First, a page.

Burned our ER nurse needs new home......any suggestions???

  1. I've been an ER RN for the past 10 yrs, and I'm totally burned to a crisp. I have at least 15 more years to work before I can retire and desperately want a change. I've actually been a nurse for 30 yrs and have done home health, and clinic work before I realized the ER was the place (at the time) for me. It still would be except the horrible staffing levels, increase in responsibilities, etc., has finally done it for me, so I'm trying to decide what to do next. I'm not one who likes to job-hop, so I'm doing alot of soul searching and thinking where someone with my experience, age (47), might do well. I wonder where nurses with like attributes have "ended up". I've always had a curiosity about PACU or CATH lab. I have never wanted to work the floors and still don't (no offense anyone) so that's not an option. I like getting the pt in, taking care of the "problem" and sending them to the floor or back home, type of nursing. Anyone with any suggestions or where did you go when you had to make a change?
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    About wayover20

    Joined: Oct '03; Posts: 100; Likes: 3
    RN

    7 Comments

  3. by   ERNurse752
    Occupational Health? Still get to see various injuries, but less stress. Involves drug testing and physicals, etc as well.

    All of the PACU friends I have looooooove it. Pretty much the same for CL too.

    Good luck.
  4. by   Dixielee
    This post could have been written by me! I have been a nurse 30+ years and have done a variety of things, primarily ICU/ER. I have been an ER travel nurse for the past 5 years and that has offered enough variety to prevent burnout. I think PACU is a great place to go to regenerate also. I have done PACU intermittently with the stress gets to me. It offers regular hours, quick turnover of patients and enough acute/critical care to keep you interested and stimulated. Most PACU nurses do their share of recovering critical care patients, so it is not a "no brainer" job, but it is generally well controlled, something ER is definately NOT.

    Another NICE thing about PACU is that most of your patients are clean, not drunk and obnoxious and probably not armed or high on drugs. They generally appreciate you instead of scream at you like your ER patients. Best of all, you rarely get frequent fliers!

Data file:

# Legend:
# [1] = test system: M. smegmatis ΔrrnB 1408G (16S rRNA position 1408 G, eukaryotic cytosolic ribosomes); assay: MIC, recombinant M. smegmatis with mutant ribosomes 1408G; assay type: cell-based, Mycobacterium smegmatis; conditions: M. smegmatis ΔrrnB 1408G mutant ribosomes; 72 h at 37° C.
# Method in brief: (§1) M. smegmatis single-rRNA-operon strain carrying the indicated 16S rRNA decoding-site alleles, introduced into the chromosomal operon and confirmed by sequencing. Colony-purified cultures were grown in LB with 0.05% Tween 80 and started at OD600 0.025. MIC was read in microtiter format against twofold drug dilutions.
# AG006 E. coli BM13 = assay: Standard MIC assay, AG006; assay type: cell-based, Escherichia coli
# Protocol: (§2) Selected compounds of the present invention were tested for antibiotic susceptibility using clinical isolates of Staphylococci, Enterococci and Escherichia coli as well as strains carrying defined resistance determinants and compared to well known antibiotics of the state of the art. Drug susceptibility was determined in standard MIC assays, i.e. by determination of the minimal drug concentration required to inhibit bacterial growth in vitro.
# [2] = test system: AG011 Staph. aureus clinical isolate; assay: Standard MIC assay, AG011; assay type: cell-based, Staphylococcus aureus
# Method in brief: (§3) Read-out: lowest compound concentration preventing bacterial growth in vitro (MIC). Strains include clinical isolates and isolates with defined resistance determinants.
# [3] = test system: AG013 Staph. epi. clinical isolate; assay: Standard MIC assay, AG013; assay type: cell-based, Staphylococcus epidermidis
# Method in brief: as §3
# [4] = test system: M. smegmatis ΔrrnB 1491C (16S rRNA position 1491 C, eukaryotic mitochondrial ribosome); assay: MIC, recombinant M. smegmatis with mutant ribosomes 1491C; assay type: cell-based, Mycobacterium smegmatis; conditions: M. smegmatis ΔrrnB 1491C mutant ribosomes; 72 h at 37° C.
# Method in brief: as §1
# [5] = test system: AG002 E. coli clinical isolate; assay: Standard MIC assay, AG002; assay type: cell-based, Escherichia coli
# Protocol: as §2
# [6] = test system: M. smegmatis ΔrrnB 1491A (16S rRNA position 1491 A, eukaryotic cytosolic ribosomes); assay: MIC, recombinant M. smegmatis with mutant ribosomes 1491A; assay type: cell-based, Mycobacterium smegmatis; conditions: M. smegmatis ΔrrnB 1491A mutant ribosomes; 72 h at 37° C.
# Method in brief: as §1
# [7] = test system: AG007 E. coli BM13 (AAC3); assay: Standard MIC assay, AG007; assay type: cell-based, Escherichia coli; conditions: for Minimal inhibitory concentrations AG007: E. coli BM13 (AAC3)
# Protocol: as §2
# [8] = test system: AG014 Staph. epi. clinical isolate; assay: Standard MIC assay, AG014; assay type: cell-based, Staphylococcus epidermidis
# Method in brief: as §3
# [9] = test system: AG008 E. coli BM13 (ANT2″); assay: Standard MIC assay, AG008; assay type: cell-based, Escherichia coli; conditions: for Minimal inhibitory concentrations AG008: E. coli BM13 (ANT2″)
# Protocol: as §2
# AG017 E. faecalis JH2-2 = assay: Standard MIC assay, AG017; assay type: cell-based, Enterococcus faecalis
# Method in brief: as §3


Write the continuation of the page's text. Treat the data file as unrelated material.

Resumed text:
Find an outpatient surgery center if you want even better hours and less acute patients. I don't think I want to do PACU all the time just yet, but I can see in my future, as an older nurse who may get tired of the physical labor of the ER, it may be an option.

    Urgent care centers may also be an option unless you are really sick of ER stuff. They also offer better hours.
  5. by   JBudd
    If you just want a break for a while and can afford it, how about camp nursing for the summer? Use lots of assessment skills, someone else does all the cooking, get to be in the mountains for the summer. The 2 summers I did with the Girl Scouts were great. Lousy pay though, but you do get room and board.

    Some of our burned ED folks went to cath lab, but came back after a while, said it was only exciting at first, then got old real fast.

    Private Urgent Care? scheduled hours.

    Here's one for you: cruise ships! There was a medical staff on a cruise I went on, they need good critical skills if something goes wrong while out to sea, and they take turns having days off in different ports. Our ship staff got to go on the tours with the passengers for free as ship reps (and those things cost $800 to $1200 sometimes).
  6. by   mattsmom81
    I think PACU is a great alternative for you to consider.
  7. by   SarasotaRN2b
    Maybe you need a nursing break period. Are you able to and can you take some time off? If not, the other suggestions so pretty good. you just may need the break from the ER.
  8. by   wayover20
    Thanks for the great suggestions and for not making me feel like this was a dumb post. I have nursing "in my blood" but the last few years has really made me feel so much more like the old timey nurse-maid, who's told (like all of us are) "you need to do more, do it fast and with no errors, make your patient and families feel good about the hospital and the care their getting, don't complain, and if you don't like it.....don't let the door hit you". I hate to gripe but it's CRAZY out here! And I'm one of the oldies nurses that remember when hospitals really catered to their nurses with attractive salaries/benefits and schedules and listened when we had concerns about staffing issues. Now, at least in our hospital, our "manager" who was an RN e for 3 months before becoming nurse manager, bends to whatever management tells her to do. They have recently cut another RN slot because someone decided we weren't seeing enough patients to warrant the staffing we had. We were dumbfounded! Our numbers have increased due to the colder weather.....as always....and it has always been that we have to hire winter staffing to help us out. But not this year. We are working shorter and leaving absolutely no room for employee illness/call ins. And to top it off, the nurse managers get end of year bonuses if they meet certain budget criteria, so it all figured out. So this 20 somethin yr old nurse manager who has never triaged, never charged a team for the day, will get a bonus on OUR BACKS! Really ticks us off. Last night we found out 2 of our night shift nurses put in their 2 week notices. One had 12 yrs ER experience and the other 5 yrs. I feel like I'm not far behind.
  9. by   payday
    Unreal, I feel for you.
    How did your manager ever get that position with 3 months experience. Is she a great gorgeous actress? Seen it, been there, disgusted.

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